The enigmatic and troublesome Eric Haydock was sacked in April 1966 and was replaced by Hick's former colleague in the Dolphins, Bernie Calvert (b. 16 September 1942, Brierfield, Lancashire, England). The Hollies success continued unabated with Graham Gouldman's 'Bus Stop', the exotic 'Stop! Stop! Stop!' and the poppier 'On A Carousel', all UK Top 5 hits, and (at last) became major hits in the US charts. The Hollies were quick to join the 'flower power' bandwagon, as a more progressive feel had already pervaded their recent album, For Certain Because, but with Evolution, their beads and kaftans were everywhere. That same year (1967) the release of the excellent Butterfly showed signs of discontent.

Inexplicably, the album failed to make the charts in either the UK or the US. It marked two distinct types of songs from the previously united team of Nash/Clarke/Hicks. On one hand there was a Clarke-influenced song, 'Charley And Fred', and on the other an obvious Nash composition like 'Butterfly'. Nash took a more ambitious route. His style was perfectly highlighted with the exemplary 'King Midas In Reverse', an imaginative song complete with brass and strings. It was, by Hollies standards, a surprising failure (UK number 18). The following year during the proposals to make Hollies Sing Dylan, Nash announced his departure for Crosby, Stills And Nash. His replacement was Terry Sylvester of The Escorts.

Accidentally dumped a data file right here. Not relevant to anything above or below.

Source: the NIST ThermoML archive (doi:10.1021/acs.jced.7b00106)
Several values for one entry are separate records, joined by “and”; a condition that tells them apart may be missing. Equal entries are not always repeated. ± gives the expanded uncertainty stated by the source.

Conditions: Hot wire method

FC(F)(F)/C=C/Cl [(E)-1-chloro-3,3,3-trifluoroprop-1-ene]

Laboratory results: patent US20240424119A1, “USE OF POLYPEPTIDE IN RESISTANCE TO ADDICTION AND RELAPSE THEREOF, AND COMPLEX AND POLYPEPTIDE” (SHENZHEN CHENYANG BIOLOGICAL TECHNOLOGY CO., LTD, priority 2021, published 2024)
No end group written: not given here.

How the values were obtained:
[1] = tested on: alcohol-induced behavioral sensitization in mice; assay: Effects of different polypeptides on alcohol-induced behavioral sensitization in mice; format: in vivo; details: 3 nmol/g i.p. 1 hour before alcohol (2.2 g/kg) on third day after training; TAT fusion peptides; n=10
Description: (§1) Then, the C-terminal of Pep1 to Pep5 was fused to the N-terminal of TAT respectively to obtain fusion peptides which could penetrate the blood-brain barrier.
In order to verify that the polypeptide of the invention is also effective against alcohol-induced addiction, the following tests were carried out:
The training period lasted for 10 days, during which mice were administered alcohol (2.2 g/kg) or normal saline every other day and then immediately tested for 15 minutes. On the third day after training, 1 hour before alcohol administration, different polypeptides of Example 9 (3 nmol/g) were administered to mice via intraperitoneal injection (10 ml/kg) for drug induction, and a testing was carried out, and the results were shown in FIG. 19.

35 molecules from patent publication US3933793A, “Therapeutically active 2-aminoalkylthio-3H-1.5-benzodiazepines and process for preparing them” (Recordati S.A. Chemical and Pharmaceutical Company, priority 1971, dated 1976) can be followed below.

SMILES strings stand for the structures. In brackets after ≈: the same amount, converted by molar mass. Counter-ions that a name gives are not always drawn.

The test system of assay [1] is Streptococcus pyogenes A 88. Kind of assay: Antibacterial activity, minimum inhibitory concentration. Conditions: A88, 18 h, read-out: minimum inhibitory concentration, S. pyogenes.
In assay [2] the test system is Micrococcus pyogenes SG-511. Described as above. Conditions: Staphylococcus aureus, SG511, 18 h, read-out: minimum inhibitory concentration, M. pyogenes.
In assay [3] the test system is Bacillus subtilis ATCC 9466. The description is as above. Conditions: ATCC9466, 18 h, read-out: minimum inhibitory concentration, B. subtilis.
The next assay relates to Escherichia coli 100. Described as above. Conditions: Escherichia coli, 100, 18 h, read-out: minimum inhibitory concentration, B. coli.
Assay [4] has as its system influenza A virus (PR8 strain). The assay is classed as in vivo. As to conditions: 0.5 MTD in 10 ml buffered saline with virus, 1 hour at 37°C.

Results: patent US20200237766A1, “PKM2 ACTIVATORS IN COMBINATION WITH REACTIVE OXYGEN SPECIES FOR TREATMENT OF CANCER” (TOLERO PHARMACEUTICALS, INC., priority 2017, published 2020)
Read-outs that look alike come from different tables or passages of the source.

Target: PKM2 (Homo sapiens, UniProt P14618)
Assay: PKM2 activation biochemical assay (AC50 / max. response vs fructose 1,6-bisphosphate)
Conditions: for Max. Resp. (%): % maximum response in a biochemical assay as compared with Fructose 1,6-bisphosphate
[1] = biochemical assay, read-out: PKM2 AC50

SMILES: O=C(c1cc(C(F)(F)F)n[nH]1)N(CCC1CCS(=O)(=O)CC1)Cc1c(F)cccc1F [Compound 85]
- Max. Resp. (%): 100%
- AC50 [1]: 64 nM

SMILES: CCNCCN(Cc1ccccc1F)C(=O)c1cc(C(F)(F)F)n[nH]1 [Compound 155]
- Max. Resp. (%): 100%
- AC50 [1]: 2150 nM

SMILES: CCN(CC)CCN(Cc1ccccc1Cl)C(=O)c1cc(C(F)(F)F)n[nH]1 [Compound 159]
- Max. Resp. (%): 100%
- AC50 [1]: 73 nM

- Encyclopedia of Popular Music.
Copyright Muze UK Ltd. 1989 - 1998 

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October 1966. Hear the entire album here

 

1. Stop Stop Stop
2. What's Wrong With The Way I Live
3. Pay You Back With Interest
4. Tell Me To My Face
5. Clown
6. Suspicious Look In Your Eyes
7. It's You 
8. Peculiar Situation
9. What Went Wrong
10. Crusader
11. Don't Even Think About Changing
12. High Classed

Evolution June 1967 Listen to the whole album here

1. Then The Heartaches Begin
2. Stop Right There
3. Water On The Brain
4. Lullaby To Tim
5. Have You Ever Loved Somebody
6. You Need Love
7. Rain On The Window
8. Heading For A Fall
9. Ye Olde Toffee Shop
10. When Your Light Turned On
11. Leave Me

12. The Games We Play

October 1967

1. Dear Eloise
2
. Away Away Away
3
. Maker
4
. Pegasus
5
. Would You Believe
6
. Wishyouawish
7
. Postcard
8
. Charlie And Fred
9
. Try It
10
. Elevated Observations?
11
. Step Inside
12. Butterfly

an essay by Andy Morten
on The Hollies in the late sixties